Don’t mistake my commendations as a sign this is a “chick lit” style book – it isn’t! This is an incredibly well written contemporary mystery/thriller with such well-developed characters you feel like you know them! Redemption, forgiveness, hope…its all here. I can’t praise this read highly enough. Add this to your book buying list now!

 

 

 

 

 

 

 

Post Script: Try Not To Breathe – Holly Seddon

Try Not To Breathe

Try Not To Breathe

Holly Seddon

Allen & Unwin

Corvus

ISBN: 9781782396680

 

Description:

A woman’s search for the truth about a brutal attack on a teenage girl puts her in danger in this tense, emotionally-charged psychological thriller: perfect for fans of The Girl on the Train or The Book of You.

 

Alex is sinking. Slowly but surely, she’s cut herself off from everything but her one true love – drink. Until she’s forced to write a piece about a coma ward, where she meets Amy.

 

Amy is lost. When she was fifteen, she was attacked and left for dead in a park not far from her house. Her attacker was never found. Since then, she has drifted in a lonely, timeless place. She’s as good as dead, but not even her doctors are sure how much she understands.

 

Alex and Amy grew up in the same suburbs, played the same music, flirted with the same boys. And as Alex begins to investigate the attack, she opens the door to the same danger that has left Amy in a coma…

 

 

My view:

This is a narrative that sparkles on so many fronts! This is a remarkable debut novel – though to be fair, Holly Seddon has been writing since she stepped out of college and into the freelance world at least fifteen years ago, this however is her first novel. You cannot tell – the writing her is succinct, polished and oh so addictive. I loved this read.

 

Try Not to Breathe is a book that is written mostly from the view point of Alex – a woman who is addicted to alcohol, a compulsion that dictates and ruins her life (mostly). This is a very confronting look at addiction – it is not however at all despondent or a self-indulgent look at this world – it is a matter of fact, almost clinical in description and Alex has almost accepted that this is her life until she stumbles across Amy and her story. Amy has been hospitalised and in an unresponsive state since she suffered a horrendous physical attack. She cannot communicate with the outside world. Another impressive revelation of life as we could not possibly imagine it – but there is hope. This “personal” story is mind blowing!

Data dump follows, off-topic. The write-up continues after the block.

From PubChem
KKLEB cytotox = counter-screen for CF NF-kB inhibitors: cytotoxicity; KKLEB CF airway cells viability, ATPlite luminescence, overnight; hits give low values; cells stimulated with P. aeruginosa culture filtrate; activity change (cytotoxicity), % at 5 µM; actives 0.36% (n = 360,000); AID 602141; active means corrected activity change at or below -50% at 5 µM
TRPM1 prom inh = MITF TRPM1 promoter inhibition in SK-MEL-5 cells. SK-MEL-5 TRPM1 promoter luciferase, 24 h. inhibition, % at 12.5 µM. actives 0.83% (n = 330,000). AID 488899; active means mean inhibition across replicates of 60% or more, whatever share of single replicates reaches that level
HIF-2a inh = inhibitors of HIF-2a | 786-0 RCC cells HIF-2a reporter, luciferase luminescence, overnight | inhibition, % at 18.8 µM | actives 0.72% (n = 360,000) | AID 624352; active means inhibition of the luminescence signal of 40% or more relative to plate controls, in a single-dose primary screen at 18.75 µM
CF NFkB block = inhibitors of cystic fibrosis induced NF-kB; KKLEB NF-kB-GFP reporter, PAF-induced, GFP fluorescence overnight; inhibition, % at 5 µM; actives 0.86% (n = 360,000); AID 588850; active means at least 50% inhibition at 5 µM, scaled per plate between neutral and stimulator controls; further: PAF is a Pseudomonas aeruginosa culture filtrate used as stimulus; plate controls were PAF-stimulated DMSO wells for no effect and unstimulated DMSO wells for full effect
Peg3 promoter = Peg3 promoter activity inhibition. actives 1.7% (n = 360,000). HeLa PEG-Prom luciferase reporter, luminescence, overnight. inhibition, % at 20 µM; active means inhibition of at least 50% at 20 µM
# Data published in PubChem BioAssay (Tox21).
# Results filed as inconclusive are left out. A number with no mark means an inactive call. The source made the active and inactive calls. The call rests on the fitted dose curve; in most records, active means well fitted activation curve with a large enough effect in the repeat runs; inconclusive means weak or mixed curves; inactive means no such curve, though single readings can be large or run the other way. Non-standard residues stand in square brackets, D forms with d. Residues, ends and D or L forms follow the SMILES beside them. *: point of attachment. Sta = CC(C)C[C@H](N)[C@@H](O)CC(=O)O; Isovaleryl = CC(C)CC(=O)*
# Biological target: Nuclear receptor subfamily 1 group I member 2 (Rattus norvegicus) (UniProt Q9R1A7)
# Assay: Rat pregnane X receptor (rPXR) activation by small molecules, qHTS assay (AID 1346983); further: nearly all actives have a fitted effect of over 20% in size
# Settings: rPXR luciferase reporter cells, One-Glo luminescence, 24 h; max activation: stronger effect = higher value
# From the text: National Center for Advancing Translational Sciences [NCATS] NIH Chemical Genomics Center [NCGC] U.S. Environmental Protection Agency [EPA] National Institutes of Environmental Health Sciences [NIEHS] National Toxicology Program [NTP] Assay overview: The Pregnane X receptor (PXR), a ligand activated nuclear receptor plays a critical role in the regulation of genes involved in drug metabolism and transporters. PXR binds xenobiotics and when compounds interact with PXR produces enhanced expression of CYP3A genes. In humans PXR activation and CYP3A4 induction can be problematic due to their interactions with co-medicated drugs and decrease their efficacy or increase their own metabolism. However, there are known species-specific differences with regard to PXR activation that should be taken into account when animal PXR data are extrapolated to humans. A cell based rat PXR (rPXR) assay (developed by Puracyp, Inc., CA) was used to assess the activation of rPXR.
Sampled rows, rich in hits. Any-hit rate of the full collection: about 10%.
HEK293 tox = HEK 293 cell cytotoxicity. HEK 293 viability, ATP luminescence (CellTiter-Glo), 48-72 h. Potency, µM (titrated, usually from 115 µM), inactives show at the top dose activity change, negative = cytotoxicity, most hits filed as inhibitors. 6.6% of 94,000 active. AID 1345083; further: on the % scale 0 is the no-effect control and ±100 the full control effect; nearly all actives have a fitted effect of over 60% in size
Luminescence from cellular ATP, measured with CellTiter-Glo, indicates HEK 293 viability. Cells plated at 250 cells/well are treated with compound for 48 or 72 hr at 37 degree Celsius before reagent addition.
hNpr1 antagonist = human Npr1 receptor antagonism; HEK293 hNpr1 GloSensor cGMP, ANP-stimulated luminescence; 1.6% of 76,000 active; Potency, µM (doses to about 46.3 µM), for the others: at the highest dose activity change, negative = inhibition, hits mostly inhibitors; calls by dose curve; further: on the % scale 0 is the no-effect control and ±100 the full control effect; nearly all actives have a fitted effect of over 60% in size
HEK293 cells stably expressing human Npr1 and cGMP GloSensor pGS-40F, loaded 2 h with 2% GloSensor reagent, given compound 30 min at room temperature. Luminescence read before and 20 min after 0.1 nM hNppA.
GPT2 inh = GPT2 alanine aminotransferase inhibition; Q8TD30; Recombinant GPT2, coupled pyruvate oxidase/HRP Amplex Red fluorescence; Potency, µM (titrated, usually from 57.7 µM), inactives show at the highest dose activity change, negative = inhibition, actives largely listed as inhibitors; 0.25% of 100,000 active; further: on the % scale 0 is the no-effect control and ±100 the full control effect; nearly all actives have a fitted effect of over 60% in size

Two very personal revealing narrative threads, three if you consider Jacob’s story which is also very much integral to the overall story arc.

And then we have a mystery – who attacked Amy? A cold case reopened. Redemption and hope and justice eventuate. Brilliantly written, engaging, eye opening, tragic but with a sense of optimism…just loved it! I can’t wait to read what Holly Seddon comes up with next.

 

 

 

 

Post Script: The Woman Before Me: Ruth Dugdall

The Woman Before Me

Ruth Dugdall

Legend Press

ISBN: 9781909593619

Description:

Winner of the CWA Debut Dagger and the Luke Bitmead Bursary

Shortlisted for The New Angle Book Prize, The People’s Book Prize and the Brit Writer’s Novel Award.

 

‘They came for me, just like I knew they would. Luke had been dead for just three days.’

Rose Wilks’ life is shattered when her newborn baby Joel is admitted to intensive care. Alongside her is Emma Hatcher, who’s just given birth to Luke. Joel dies and Luke is thriving, until tragedy strikes and Rose is the only suspect.

Now, having spent nearly five years behind bars, Rose is just weeks away from freedom. Her probation officer Cate must decide whether Rose is remorseful for Luke’s death, or whether she remains a threat to society. As Cate is drawn in, she begins to doubt her own judgement.